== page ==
It stands, like a crab in mid-scuttle, on giant steel legs.
And it stands out amid a sea of beige bungalows and ranch-style homes in the Galewood neighborhood on the city’s West Side.
As a kid living on the same block, 6-year-old Dan Lempa was entranced by the “Miracle House.” To him, it resembled “a giant grasshopper holding up a glass house.”
“It was amazing — it was just gorgeous,” said the 72-year-old Lempa, who has had a lifelong love for the place.
The city’s Commission on Chicago Landmarks on Thursday showed some love of its own for the 4,500-square-foot building, voting unanimously to give the property preliminary landmark status — a first step that could lead to its permanent protection from any future demolition.
The mid-century modern building at Nordica and Armitage has a quirky history. It was built in 1954 as the grand prize for a raffle to raise money to pay for a new church, convent and rectory for the neighboring St. William Parish — hence the nickname “Miracle House.”
The architect, the late Edo Belli, was primarily known as a designer of church buildings. He had no interest in designing a house.
But the then-head of the Archdiocese of Chicago, Cardinal Samuel Stritch, a friend of the family, talked Belli into doing the project. When contractors got wind of the parish raffle, they began donating services and materials, said Belli’s son, Jim Belli, himself a semi-retired architect.
“The thing was promoted across the country. [The raffle] made a lot of money,” Belli said.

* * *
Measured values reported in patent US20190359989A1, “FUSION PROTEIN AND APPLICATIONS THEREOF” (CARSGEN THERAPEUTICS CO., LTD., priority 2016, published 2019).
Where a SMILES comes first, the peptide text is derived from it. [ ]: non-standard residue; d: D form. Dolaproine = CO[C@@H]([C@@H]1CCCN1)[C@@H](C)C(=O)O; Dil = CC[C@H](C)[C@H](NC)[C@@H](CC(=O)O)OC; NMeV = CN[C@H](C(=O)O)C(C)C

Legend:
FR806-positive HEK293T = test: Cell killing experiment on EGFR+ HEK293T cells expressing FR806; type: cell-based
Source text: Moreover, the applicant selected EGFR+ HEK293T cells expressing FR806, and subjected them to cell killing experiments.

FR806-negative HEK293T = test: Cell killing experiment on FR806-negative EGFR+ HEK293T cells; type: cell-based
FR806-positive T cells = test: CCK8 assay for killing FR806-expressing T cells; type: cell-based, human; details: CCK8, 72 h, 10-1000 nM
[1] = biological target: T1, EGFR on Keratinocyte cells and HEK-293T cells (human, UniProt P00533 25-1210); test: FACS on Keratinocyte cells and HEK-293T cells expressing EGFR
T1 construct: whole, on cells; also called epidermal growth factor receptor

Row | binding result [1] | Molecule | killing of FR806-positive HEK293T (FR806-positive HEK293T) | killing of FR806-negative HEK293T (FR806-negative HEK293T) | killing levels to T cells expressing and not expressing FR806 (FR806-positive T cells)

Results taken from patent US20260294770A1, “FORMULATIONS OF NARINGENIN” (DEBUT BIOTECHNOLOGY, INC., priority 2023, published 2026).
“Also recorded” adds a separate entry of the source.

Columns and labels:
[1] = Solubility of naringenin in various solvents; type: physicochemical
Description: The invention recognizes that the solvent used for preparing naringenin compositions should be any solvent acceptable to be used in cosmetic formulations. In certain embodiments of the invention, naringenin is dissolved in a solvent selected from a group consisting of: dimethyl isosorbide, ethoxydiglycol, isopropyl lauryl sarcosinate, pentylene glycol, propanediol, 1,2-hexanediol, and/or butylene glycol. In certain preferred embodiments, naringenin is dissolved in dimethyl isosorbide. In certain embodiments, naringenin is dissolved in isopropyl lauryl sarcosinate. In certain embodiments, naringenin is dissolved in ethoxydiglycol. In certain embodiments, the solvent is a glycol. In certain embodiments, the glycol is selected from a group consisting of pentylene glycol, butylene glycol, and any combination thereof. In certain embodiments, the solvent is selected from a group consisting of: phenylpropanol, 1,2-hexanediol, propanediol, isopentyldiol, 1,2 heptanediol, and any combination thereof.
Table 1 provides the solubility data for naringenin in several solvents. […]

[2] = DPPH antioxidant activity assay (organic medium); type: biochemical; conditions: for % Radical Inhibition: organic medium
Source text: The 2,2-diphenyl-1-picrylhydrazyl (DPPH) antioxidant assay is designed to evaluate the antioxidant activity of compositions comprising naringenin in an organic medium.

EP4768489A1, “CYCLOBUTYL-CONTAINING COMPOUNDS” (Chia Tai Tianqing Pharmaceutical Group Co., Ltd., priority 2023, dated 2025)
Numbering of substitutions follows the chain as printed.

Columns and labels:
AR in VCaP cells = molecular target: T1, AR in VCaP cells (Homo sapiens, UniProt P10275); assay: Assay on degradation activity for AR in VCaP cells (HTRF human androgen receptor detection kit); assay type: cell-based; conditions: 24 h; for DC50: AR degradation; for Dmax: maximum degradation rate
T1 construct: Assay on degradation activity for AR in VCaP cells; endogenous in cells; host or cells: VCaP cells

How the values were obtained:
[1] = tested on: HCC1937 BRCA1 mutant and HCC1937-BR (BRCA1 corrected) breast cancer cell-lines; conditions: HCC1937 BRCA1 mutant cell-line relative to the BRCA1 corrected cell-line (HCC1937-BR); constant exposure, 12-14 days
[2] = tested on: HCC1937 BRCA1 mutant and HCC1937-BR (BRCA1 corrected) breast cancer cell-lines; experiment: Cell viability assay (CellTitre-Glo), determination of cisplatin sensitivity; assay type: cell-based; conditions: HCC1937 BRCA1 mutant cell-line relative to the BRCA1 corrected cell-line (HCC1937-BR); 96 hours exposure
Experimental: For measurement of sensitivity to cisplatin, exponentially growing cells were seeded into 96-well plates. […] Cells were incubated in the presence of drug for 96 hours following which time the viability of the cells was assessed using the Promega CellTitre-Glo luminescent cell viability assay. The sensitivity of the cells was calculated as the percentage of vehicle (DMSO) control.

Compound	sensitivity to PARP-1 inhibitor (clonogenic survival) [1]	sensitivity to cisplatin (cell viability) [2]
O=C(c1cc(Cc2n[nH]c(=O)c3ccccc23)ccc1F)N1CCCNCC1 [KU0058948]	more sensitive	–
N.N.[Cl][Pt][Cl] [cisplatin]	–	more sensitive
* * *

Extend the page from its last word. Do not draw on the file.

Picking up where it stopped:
The Hollywood actress Kim Novak, who grew up in the neighborhood, was brought in to draw the winning ticket.
“My father said that when she walked in, every man in the audience sighed,” Jim Belli said.
The home’s genius stems from the two giant steel beams that act like a suspension bridge on which the rest of the house hangs.
Dr. David Scheiner, a retired general internist, is the current owner. Some two decades after he bought the place, he still gushes about it.
“Every time I walk into the house, my heart sort of skips a beat,” he said.
Sunlight pours into the house through curtains of glass 12 to 15 feet tall.
“It could be 10 degrees outside, but when the sun [floods] into the kitchen, it’s like 80 degrees — it’s like a terrarium. I have 10 orchids blooming,” he said.
The kitchen, incidentally, is on the second floor of the house.
Scheiner’s second wife, Margaret Creedon, died in 2014; she described the place as “Frank Lloyd Wright meets The Jetsons.”
Scheiner is 82 and has been pondering his own mortality recently.
“At 82, the Grim Reaper doesn’t stand that far away,” he said. Most of his children live elsewhere in the United States and beyond, he said.
Enter Lempa, who knocked on Scheiner’s door a couple of years ago and introduced himself. Lempa, a retired teacher and demolition contractor, had been taking a class on architectural preservation at the School of the Art Institute of Chicago. Lempa chose to research Scheiner’s house.
The two have become good friends and worked together — along with Jim Belli and Lisa DiChiera of Landmarks Illinois — to bring the Miracle House’s story to the attention of the city’s landmark commission.
When the commission voted to offer its preliminary support for the house, it brought tears both to Scheiner’s and Lempa’s eyes.
“It’s a wonderful thing to have happen,” Lempa said. “I’m a demolition contractor, but we have to preserve some of these amazing buildings.”